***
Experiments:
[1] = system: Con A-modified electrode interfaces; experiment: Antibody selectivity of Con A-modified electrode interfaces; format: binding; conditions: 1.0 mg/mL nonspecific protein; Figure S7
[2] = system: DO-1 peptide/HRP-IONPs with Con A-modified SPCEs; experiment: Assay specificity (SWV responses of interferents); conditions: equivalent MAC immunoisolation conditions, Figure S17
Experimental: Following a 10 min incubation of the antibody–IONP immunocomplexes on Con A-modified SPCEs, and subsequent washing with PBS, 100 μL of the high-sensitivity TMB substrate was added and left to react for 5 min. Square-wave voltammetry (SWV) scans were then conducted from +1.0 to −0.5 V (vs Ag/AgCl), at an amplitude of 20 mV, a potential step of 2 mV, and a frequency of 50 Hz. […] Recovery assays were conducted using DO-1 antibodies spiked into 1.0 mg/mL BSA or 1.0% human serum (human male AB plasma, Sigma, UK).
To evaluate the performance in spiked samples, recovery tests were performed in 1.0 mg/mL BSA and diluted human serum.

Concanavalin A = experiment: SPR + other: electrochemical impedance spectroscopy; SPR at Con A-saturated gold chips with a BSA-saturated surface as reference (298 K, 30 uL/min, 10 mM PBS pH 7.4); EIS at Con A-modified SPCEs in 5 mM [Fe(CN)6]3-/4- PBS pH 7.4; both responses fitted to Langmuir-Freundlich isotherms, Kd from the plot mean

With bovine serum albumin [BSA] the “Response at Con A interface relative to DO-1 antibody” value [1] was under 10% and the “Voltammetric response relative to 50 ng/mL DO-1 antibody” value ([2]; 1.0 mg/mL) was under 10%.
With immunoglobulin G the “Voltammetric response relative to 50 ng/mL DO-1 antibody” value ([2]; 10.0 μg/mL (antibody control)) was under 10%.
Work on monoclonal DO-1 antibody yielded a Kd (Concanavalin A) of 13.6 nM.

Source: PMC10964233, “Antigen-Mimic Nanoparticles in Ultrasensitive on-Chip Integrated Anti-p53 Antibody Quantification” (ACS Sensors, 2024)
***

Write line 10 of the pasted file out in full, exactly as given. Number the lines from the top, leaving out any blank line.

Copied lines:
Source: PMC10964233, “Antigen-Mimic Nanoparticles in Ultrasensitive on-Chip Integrated Anti-p53 Antibody Quantification” (ACS Sensors, 2024)